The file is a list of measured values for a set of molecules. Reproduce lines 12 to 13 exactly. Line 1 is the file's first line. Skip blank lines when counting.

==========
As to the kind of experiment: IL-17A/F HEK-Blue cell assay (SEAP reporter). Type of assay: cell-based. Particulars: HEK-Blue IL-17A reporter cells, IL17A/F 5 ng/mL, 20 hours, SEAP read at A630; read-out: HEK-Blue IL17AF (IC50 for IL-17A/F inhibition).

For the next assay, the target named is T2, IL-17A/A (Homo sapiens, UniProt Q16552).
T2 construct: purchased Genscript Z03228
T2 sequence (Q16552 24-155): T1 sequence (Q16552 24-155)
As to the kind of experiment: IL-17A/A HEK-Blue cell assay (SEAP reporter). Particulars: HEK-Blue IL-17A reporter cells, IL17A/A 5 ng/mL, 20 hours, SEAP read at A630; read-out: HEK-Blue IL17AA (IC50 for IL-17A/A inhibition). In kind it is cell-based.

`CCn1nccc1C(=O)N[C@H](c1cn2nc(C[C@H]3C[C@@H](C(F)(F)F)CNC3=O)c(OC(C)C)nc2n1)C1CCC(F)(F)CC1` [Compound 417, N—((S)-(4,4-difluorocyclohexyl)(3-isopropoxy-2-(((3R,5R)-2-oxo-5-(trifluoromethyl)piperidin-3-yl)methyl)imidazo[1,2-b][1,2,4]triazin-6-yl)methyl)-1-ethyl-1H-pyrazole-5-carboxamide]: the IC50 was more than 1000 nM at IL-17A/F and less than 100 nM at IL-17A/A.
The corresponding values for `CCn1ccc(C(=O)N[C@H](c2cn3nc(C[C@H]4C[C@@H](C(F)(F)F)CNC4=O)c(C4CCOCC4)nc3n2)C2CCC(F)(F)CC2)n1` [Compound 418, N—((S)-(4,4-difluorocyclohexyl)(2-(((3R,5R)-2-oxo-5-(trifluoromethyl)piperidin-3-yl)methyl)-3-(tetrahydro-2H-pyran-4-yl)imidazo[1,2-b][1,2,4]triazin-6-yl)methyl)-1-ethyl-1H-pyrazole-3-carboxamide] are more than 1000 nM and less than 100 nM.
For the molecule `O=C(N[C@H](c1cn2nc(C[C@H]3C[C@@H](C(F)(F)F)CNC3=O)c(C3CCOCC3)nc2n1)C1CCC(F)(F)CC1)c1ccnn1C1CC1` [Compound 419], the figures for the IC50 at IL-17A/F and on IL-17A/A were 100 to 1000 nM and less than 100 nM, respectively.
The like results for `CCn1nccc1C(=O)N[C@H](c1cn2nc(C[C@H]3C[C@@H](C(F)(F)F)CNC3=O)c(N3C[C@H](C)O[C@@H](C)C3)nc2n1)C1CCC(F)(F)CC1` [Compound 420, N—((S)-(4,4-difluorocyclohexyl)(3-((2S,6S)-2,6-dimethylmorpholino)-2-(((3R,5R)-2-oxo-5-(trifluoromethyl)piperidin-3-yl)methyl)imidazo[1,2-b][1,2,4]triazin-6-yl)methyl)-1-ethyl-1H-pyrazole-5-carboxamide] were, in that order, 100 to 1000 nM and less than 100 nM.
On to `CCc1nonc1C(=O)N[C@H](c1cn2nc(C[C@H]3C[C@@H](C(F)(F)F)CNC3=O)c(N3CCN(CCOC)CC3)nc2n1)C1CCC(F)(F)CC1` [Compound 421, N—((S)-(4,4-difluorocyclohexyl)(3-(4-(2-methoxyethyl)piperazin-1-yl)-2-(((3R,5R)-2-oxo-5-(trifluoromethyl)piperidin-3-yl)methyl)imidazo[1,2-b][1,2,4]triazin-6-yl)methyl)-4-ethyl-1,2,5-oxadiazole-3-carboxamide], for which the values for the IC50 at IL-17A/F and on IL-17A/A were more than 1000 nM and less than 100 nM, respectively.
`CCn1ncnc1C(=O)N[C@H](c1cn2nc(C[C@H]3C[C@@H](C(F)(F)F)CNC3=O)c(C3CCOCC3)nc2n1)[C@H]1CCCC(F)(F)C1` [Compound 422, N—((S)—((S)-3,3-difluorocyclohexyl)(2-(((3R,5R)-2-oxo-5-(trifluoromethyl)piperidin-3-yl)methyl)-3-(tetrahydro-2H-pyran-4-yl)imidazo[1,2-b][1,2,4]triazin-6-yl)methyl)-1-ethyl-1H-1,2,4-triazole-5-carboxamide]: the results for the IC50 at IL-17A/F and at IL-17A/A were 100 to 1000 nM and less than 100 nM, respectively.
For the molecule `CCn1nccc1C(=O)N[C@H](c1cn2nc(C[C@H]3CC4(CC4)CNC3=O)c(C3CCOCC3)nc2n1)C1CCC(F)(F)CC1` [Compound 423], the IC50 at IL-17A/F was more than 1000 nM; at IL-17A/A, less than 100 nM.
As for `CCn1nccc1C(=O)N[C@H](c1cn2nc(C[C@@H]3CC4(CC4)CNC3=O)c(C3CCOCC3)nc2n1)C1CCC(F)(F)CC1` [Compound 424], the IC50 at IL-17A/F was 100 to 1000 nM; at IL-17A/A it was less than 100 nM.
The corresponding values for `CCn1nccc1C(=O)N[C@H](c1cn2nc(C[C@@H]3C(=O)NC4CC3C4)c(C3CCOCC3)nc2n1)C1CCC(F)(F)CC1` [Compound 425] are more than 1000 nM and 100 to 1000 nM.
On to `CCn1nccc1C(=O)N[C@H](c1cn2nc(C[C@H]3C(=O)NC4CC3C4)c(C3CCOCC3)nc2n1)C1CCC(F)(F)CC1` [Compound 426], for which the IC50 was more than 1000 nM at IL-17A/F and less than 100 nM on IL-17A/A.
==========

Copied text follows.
For the molecule `CCn1nccc1C(=O)N[C@H](c1cn2nc(C[C@H]3CC4(CC4)CNC3=O)c(C3CCOCC3)nc2n1)C1CCC(F)(F)CC1` [Compound 423], the IC50 at IL-17A/F was more than 1000 nM; at IL-17A/A, less than 100 nM.
As for `CCn1nccc1C(=O)N[C@H](c1cn2nc(C[C@@H]3CC4(CC4)CNC3=O)c(C3CCOCC3)nc2n1)C1CCC(F)(F)CC1` [Compound 424], the IC50 at IL-17A/F was 100 to 1000 nM; at IL-17A/A it was less than 100 nM.